What Is the Negotiated Dealing System (NDS)?
The Negotiated Dealing System, or NDS, is an electronic trading platform operated by the Reserve Bank of India (RBI) to facilitate the issuing and exchange of government securities and other types of money market instruments.
The goal of the NDS was to reduce inefficiencies stemming from telephone orders and manual paperwork while increasing transparency for all market participants.
- The Negotiated Dealing System (NDS) facilitates trading and dealing in Indian government securities.
- The NDS order matching system (NDS-OM) features two levels of market participation.
- Each member type has access to specific modules within the NDS-OM system.
Understanding the Negotiated Dealing System
The Negotiated Dealing System was introduced in February 2002 to help the Reserve Bank of India, or RBI, enhance the dealings of fixed-income investments. While the RBI owns the NDS, it is administered by the Clearing Corporation of India Ltd. (CCIL).
Prior to the NDS, the country's government securities market was primarily telephone-based, which meant that buyers and sellers had to place trades over the phone, submit physical Subsidiary General Ledger transfer forms, and issue checks for the settlement of funds to the Reserve Bank of India. These slow and inefficient procedures led to the development and implementation of the NDS.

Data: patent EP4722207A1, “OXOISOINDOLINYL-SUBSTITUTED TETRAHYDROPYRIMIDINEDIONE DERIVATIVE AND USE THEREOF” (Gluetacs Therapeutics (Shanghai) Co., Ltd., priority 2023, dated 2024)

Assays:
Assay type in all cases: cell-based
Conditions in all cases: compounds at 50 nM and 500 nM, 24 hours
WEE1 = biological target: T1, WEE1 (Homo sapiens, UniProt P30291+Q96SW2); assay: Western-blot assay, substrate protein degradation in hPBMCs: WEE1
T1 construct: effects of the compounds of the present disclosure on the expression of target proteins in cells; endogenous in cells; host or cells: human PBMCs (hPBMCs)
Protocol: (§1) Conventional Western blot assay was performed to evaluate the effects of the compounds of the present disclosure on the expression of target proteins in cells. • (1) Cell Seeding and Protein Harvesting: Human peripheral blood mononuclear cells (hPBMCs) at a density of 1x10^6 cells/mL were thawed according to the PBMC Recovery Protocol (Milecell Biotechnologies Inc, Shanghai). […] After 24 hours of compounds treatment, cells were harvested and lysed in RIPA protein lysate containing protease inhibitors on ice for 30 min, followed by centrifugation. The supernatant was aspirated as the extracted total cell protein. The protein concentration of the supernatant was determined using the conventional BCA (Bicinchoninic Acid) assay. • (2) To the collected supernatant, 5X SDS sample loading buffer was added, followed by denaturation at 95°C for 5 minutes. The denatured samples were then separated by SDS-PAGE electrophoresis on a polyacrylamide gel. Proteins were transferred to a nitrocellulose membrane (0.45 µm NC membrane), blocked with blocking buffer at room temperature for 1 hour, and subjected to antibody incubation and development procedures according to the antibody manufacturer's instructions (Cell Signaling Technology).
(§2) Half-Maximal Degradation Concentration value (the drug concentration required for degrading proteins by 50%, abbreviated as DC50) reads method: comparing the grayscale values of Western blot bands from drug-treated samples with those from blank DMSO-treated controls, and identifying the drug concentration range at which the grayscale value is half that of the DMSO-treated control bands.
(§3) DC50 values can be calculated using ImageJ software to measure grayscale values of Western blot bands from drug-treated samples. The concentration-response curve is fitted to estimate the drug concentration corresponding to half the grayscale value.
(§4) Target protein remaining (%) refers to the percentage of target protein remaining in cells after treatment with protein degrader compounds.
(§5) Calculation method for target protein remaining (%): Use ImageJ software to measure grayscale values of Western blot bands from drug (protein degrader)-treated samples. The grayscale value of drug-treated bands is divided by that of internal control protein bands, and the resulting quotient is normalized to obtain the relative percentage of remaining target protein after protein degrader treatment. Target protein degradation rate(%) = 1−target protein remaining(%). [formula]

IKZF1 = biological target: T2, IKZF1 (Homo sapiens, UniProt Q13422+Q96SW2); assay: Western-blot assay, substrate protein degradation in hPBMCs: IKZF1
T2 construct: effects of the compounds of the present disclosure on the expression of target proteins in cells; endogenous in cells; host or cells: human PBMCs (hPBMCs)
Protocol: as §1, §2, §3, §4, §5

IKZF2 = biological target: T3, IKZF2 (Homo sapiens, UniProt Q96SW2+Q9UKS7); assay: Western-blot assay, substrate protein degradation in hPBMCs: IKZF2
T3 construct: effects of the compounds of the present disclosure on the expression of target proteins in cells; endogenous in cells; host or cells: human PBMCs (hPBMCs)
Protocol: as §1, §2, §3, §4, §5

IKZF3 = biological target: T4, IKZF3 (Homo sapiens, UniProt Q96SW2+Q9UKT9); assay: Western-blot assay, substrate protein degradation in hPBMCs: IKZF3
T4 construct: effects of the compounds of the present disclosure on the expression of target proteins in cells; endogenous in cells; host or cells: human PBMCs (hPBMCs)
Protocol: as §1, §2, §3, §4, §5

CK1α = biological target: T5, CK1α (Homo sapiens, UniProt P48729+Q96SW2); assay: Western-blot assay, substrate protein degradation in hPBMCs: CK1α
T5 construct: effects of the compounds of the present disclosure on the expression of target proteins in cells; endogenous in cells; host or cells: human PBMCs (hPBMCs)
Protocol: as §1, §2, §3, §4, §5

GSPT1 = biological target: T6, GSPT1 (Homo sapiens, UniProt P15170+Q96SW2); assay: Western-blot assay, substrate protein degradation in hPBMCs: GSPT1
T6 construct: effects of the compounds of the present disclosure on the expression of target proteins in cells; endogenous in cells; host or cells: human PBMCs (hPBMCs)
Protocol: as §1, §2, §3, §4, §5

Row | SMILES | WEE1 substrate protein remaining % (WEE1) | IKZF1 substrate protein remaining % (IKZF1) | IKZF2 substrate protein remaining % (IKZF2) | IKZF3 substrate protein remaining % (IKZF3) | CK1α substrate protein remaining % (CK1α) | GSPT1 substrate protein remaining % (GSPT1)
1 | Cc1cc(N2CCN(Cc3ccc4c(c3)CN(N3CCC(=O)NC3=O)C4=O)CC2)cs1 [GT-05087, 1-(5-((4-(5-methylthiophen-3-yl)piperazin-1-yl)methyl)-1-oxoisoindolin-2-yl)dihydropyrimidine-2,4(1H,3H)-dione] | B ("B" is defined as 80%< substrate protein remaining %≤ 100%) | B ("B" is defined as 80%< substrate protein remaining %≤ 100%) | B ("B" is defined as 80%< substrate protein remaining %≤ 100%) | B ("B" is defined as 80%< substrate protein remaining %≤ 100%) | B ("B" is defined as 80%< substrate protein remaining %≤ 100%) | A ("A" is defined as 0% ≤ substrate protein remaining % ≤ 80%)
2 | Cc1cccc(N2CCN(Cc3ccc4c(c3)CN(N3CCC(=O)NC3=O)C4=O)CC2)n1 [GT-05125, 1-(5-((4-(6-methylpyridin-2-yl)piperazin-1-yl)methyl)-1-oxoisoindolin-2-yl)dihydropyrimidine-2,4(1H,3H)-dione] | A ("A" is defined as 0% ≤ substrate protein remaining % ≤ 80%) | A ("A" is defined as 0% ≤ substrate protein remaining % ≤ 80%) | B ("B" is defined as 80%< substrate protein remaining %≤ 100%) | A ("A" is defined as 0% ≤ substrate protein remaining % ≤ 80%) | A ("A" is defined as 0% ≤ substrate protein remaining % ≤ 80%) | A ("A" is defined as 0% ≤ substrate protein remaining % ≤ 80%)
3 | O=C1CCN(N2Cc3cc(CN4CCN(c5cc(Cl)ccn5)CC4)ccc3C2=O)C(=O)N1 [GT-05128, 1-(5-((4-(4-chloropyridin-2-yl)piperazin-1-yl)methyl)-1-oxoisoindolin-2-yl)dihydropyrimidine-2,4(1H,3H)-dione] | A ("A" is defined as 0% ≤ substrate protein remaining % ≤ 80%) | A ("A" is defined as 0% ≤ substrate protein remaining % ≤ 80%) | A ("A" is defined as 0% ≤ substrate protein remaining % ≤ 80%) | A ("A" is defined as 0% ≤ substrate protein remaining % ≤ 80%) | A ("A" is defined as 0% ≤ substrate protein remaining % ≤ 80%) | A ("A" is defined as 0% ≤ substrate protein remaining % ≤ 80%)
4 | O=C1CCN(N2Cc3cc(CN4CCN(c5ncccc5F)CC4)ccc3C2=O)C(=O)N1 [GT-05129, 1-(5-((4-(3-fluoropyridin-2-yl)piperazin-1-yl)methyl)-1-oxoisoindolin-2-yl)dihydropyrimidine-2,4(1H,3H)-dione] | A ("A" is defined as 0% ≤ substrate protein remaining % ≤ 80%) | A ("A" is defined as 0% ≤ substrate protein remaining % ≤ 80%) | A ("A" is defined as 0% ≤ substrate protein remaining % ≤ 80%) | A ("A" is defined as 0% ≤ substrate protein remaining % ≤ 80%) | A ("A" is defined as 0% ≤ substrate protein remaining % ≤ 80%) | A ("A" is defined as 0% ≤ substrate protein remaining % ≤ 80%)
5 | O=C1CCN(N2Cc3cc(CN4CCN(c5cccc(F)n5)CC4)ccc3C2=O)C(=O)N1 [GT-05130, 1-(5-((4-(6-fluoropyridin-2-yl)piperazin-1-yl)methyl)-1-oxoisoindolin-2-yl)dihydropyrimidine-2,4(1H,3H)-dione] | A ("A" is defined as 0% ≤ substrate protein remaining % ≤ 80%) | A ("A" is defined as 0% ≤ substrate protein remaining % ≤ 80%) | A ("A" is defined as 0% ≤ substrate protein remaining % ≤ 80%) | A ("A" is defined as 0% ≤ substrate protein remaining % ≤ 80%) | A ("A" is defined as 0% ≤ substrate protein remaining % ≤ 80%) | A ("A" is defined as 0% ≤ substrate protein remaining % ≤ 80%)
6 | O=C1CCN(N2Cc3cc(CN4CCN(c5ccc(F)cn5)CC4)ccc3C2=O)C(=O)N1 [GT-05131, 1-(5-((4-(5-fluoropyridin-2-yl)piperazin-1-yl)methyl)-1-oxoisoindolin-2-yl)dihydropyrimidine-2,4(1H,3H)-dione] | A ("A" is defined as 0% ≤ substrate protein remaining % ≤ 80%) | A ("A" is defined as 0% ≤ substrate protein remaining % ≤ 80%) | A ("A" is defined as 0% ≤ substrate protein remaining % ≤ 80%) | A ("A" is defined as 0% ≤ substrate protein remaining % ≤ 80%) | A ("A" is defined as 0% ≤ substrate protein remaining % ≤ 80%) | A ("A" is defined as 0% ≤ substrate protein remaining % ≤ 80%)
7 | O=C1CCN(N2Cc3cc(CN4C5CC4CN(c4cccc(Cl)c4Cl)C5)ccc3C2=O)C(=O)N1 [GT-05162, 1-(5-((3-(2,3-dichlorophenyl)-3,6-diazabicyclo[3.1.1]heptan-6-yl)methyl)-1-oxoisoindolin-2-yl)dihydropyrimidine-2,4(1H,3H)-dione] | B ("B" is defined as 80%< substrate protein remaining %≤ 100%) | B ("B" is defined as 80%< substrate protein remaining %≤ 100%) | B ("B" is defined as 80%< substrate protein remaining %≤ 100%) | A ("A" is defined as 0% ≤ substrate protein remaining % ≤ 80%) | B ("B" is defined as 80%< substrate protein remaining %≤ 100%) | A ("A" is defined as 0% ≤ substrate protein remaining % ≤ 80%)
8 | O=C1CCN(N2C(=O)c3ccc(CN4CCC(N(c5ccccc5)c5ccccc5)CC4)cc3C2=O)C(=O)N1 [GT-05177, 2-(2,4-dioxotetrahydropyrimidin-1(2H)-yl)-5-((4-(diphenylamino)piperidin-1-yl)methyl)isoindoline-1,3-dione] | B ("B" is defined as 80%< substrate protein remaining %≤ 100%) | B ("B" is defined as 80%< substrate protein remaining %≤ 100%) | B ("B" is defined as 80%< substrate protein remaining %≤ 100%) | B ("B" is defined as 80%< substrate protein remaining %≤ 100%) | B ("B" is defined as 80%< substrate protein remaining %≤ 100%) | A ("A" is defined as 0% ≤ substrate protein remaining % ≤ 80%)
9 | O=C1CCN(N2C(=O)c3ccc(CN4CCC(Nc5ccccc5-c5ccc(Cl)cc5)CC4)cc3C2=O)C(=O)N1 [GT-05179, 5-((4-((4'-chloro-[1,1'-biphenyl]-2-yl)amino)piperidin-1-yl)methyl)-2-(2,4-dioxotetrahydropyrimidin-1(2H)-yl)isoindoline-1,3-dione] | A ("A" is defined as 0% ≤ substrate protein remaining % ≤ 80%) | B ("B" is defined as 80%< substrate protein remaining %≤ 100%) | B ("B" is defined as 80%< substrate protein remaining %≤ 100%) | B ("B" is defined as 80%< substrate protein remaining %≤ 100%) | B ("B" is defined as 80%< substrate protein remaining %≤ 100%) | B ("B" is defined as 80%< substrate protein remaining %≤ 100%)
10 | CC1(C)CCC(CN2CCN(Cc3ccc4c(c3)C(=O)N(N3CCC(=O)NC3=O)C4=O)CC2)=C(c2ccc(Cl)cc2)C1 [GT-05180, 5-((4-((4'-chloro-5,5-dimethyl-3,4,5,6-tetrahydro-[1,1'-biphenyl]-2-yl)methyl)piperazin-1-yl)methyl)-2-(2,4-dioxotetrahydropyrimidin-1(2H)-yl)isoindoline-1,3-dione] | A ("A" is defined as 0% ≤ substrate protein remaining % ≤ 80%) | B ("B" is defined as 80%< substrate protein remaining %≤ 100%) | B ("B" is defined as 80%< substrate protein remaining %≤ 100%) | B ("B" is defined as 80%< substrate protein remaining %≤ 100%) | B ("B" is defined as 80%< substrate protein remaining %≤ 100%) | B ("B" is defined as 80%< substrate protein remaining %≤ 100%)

In August 2005, the RBI introduced the Negotiated Dealing System - Order Matching system, or NDS-OM, an electronic, screen-based, anonymous, order-driven trading system for dealing in government securities. The system is designed to bring transparency to secondary market transactions while enabling members to place bids and offers directly on the NDS-OM screen.
How the NDS Works
There are two types of NDS-OM members, including:
- Direct Members - Direct members have current accounts with the RBI and can directly settle trades on NDS-OM.
- Indirect Members - Indirect members do not have current accounts with the RBI and must settle through NDS-OM members that have direct accounts. Most foreign institutional investors have indirect access, while resident entities may have direct access.
Many other countries have similar electronic systems in place for managing government securities, money market accounts, and related securities to increase transparency and lower costs.
For more information about the Negotiated Dealing System, see the RBI's Negotiated Dealing System Overview.
The Negotiated Dealing System consists of two modules, which are designed for different types of member institutions.
These modules include:
- Primary Market Module: The RBI uses the primary auction platform for the auction of federal and state securities, as well as treasury bills. The platform enables participants to electronically submit their bids in primary auctions and receive allotment reports.
- Secondary Market Module: Over-the-counter trading often happens over the phone, but everyone is required to report these trades using the NDS secondary market module. The data then flows to the Clearing Corporation of India Ltd. for clearing and settlement, which avoids the need for paper-based settlement processes.